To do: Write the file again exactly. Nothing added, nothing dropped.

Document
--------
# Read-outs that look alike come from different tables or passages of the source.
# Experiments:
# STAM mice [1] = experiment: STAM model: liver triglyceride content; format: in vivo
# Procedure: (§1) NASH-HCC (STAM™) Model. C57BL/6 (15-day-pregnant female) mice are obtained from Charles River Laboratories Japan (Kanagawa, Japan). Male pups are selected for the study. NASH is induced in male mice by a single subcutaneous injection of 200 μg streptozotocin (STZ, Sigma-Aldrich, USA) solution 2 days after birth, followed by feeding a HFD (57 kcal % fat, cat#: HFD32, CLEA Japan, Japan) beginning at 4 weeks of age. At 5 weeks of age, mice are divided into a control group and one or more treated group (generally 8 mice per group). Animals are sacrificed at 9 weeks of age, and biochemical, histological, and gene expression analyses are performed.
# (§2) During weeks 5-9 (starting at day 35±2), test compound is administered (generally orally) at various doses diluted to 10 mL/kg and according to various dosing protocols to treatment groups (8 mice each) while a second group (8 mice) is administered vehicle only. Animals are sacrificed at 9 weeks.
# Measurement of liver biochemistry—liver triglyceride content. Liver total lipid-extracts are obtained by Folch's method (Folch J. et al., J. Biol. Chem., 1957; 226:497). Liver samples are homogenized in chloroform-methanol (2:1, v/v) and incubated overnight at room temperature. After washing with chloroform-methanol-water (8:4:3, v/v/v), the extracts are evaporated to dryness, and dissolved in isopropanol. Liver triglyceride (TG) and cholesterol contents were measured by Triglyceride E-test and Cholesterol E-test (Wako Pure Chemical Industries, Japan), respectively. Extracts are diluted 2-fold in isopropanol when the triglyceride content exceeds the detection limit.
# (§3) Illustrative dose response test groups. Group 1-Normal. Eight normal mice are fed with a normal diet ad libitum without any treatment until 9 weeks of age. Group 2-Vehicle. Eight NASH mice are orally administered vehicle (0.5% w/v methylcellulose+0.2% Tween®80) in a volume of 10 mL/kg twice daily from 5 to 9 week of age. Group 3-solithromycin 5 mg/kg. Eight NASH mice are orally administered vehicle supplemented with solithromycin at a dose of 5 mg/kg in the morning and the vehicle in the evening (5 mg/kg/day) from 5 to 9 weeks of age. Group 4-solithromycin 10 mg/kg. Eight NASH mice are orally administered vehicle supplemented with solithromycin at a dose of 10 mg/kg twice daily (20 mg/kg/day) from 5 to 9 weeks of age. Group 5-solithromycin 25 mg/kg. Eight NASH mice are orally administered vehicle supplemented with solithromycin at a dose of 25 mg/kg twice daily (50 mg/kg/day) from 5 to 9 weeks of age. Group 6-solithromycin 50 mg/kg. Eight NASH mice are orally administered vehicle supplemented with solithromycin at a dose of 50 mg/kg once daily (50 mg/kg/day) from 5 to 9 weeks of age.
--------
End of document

# Read-outs that look alike come from different tables or passages of the source.
# Experiments:
# STAM mice [1] = experiment: STAM model: liver triglyceride content; format: in vivo
# Procedure: (§1) NASH-HCC (STAM™) Model. C57BL/6 (15-day-pregnant female) mice are obtained from Charles River Laboratories Japan (Kanagawa, Japan). Male pups are selected for the study. NASH is induced in male mice by a single subcutaneous injection of 200 μg streptozotocin (STZ, Sigma-Aldrich, USA) solution 2 days after birth, followed by feeding a HFD (57 kcal % fat, cat#: HFD32, CLEA Japan, Japan) beginning at 4 weeks of age. At 5 weeks of age, mice are divided into a control group and one or more treated group (generally 8 mice per group). Animals are sacrificed at 9 weeks of age, and biochemical, histological, and gene expression analyses are performed.
# (§2) During weeks 5-9 (starting at day 35±2), test compound is administered (generally orally) at various doses diluted to 10 mL/kg and according to various dosing protocols to treatment groups (8 mice each) while a second group (8 mice) is administered vehicle only. Animals are sacrificed at 9 weeks.
# Measurement of liver biochemistry—liver triglyceride content. Liver total lipid-extracts are obtained by Folch's method (Folch J. et al., J. Biol. Chem., 1957; 226:497). Liver samples are homogenized in chloroform-methanol (2:1, v/v) and incubated overnight at room temperature. After washing with chloroform-methanol-water (8:4:3, v/v/v), the extracts are evaporated to dryness, and dissolved in isopropanol. Liver triglyceride (TG) and cholesterol contents were measured by Triglyceride E-test and Cholesterol E-test (Wako Pure Chemical Industries, Japan), respectively. Extracts are diluted 2-fold in isopropanol when the triglyceride content exceeds the detection limit.
# (§3) Illustrative dose response test groups. Group 1-Normal. Eight normal mice are fed with a normal diet ad libitum without any treatment until 9 weeks of age. Group 2-Vehicle. Eight NASH mice are orally administered vehicle (0.5% w/v methylcellulose+0.2% Tween®80) in a volume of 10 mL/kg twice daily from 5 to 9 week of age. Group 3-solithromycin 5 mg/kg. Eight NASH mice are orally administered vehicle supplemented with solithromycin at a dose of 5 mg/kg in the morning and the vehicle in the evening (5 mg/kg/day) from 5 to 9 weeks of age. Group 4-solithromycin 10 mg/kg. Eight NASH mice are orally administered vehicle supplemented with solithromycin at a dose of 10 mg/kg twice daily (20 mg/kg/day) from 5 to 9 weeks of age. Group 5-solithromycin 25 mg/kg. Eight NASH mice are orally administered vehicle supplemented with solithromycin at a dose of 25 mg/kg twice daily (50 mg/kg/day) from 5 to 9 weeks of age. Group 6-solithromycin 50 mg/kg. Eight NASH mice are orally administered vehicle supplemented with solithromycin at a dose of 50 mg/kg once daily (50 mg/kg/day) from 5 to 9 weeks of age.